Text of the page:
A large number of Freud's observations and theories stemmed from clinical cases and case studies (Psychoanalytic). While these methods provided him with a depth of information, they also meant that generalising any findings to a larger number of people was problematic. Some critics believe that Freud’s theory, due to its nature, was impossible to prove wrong and was therefore considered unscientific.
Furthermore, some psychologists argued that Freud’s methods were unscientific because his theory was based on studying atypical participants, by using case study methods he was not allowing his results to be objective and therefore, could be biased.
Nevertheless, Freud’s theories dramatically altered how we perceive the human mind and behaviour, and the scientist was responsible for changing psychology and culture forever. Specifically, psychoanalysis has had a huge influence on a vast array of topics.
Biological approach psychologists believe that human behaviour and experiences are direct results of nervous system activity. Therefore, according to this approach, the things that a person feels, says and does are all caused by “electrochemical events occurring within and between the neurones that make up their nervous system, particular those in the brain” (Biological). A large number of biopsychologists agree that as a person’s genes determines the development of their brain, that person’s behaviour may have genetic influences. Also, due to an individual’s genes having been inherited as a result of evolution, many biopsychologists consider that evolution may contain answers and explanations for certain characteristics, both behavioural and psychological (Biological).
There are various ways in which to study the involvement of biological processes in behaviour, but researchers tend to prefer methods which are “quantitative, objective and well controlled because these are most likely to produce valid scientific evidence” (Biological).
Many different types of brain scanning technology can be useful in studying the structure and functions of a person’s brain. Examples of such technology are PET and MRI. Additionally, the nervous system can be looked at by surgically manipulating a person’s brain. Such research may be carried out on animals, as biopsychologists consider the human nervous system as similar to other mammals.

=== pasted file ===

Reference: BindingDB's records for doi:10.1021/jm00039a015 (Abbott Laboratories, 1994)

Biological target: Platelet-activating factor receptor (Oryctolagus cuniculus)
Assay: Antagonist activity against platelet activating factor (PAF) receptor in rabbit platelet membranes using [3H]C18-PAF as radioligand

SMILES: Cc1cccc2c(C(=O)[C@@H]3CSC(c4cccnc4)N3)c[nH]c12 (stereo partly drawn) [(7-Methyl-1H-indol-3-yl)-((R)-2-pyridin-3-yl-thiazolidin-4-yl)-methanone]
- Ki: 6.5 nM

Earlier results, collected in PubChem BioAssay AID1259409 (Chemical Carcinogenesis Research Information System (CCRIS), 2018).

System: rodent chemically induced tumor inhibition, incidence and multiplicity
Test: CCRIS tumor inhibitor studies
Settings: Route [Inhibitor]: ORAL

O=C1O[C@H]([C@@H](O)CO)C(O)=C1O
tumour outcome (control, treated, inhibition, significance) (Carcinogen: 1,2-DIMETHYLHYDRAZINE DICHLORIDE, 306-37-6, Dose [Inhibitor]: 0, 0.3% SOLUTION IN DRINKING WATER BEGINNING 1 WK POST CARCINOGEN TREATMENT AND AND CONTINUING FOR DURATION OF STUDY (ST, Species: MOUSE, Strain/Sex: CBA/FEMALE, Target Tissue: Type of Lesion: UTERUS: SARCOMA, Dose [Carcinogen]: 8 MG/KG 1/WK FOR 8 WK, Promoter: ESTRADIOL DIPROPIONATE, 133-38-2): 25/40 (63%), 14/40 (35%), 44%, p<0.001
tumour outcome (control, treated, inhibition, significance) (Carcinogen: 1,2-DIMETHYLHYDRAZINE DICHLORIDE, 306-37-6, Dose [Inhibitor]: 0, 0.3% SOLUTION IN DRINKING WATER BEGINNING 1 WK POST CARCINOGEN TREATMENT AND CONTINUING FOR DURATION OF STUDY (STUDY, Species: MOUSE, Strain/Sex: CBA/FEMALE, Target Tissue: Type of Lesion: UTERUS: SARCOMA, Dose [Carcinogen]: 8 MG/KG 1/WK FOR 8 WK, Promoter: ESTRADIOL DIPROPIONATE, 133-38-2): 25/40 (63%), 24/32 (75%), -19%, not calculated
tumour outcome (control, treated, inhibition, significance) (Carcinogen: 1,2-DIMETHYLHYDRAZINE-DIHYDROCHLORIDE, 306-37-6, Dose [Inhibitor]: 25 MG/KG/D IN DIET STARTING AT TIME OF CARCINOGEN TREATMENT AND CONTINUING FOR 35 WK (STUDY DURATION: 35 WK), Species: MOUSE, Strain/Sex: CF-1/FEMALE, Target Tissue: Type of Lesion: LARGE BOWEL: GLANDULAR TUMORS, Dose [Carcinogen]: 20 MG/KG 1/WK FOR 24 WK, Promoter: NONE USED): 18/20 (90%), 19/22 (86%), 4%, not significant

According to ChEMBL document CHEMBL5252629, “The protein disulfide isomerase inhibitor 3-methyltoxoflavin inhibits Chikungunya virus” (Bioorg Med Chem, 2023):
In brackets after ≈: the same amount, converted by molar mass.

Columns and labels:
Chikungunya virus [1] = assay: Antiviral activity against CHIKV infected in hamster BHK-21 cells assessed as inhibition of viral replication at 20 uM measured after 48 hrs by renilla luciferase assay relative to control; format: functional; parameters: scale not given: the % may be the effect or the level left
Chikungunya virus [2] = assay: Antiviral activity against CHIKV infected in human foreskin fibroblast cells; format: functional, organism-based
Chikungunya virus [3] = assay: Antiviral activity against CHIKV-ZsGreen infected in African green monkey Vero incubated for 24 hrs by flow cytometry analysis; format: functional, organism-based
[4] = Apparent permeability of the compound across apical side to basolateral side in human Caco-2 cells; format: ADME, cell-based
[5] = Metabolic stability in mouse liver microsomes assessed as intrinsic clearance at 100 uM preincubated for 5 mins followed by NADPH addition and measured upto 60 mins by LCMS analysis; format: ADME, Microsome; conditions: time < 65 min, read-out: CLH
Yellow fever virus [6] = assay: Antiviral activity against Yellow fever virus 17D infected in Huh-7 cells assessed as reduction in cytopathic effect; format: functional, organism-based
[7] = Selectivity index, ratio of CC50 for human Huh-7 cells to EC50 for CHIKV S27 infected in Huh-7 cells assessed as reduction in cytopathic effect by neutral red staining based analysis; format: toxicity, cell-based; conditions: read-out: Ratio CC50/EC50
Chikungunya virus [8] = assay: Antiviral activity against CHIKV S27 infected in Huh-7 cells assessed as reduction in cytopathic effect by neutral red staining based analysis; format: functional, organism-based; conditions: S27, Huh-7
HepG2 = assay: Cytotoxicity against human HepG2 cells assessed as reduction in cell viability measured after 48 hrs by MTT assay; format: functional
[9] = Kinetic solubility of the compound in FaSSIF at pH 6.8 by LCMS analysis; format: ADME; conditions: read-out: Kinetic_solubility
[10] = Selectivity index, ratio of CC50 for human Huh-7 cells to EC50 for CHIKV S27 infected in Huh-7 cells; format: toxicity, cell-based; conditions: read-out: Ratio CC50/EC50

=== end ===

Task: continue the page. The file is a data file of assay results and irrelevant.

The biological approach uses methods which are reliable, valid and scientific. This credibility is further boosted by the approach’s emphasis on “objectively observable phenomena rather than subjective experiences” (Biological). Most psychologists perceive this as a strength, but some suggest that biopsychologists fail to take into account a person’s experiences, and how this affects their thoughts and behaviour.
Another criticism of the biological approach is its tendency to use animals as study participants in order to draw conclusions about human behaviour. As each animal species’ nervous system reflects its evolutionary history, it can be dangerous to generalise across species.
A significant objection to the biological approach is that is concentrates on genetic and biological impacts on human behaviour, while seeming to ignore social and cultural influences.
Despite the criticisms, the biological approach has positively contributed to our perception of behavioural processes. Furthermore, it has contributed to many other fields such as surgery and medicine. Biological psychologists have offered credible explanations for various psychological disorders such as depression and schizophrenia, and many drug therapies for such illnesses have changed many people’s lives for the better.
Although very different from one another, all five approaches have offered important insights and developments to both the science of psychology and to society. When studying the approaches it is important to keep perspective of the wider context surrounding them.
American Psychological Association. Web. 25 May. 2011.
“Biological Approach: The Basics.” Approaches to Psychology. Web. 25 May. 2011.
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Sammons, A. “The Behaviourist Approach: The Basics.” Approaches to Psychology. Web.
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Sammons, A. “The Cognitive Approach: The Basics.” Approaches to Psychology. Web. 24
Sammons, A. “Humanistic Approach: The Basics.” Approaches to Psychology. Web. 25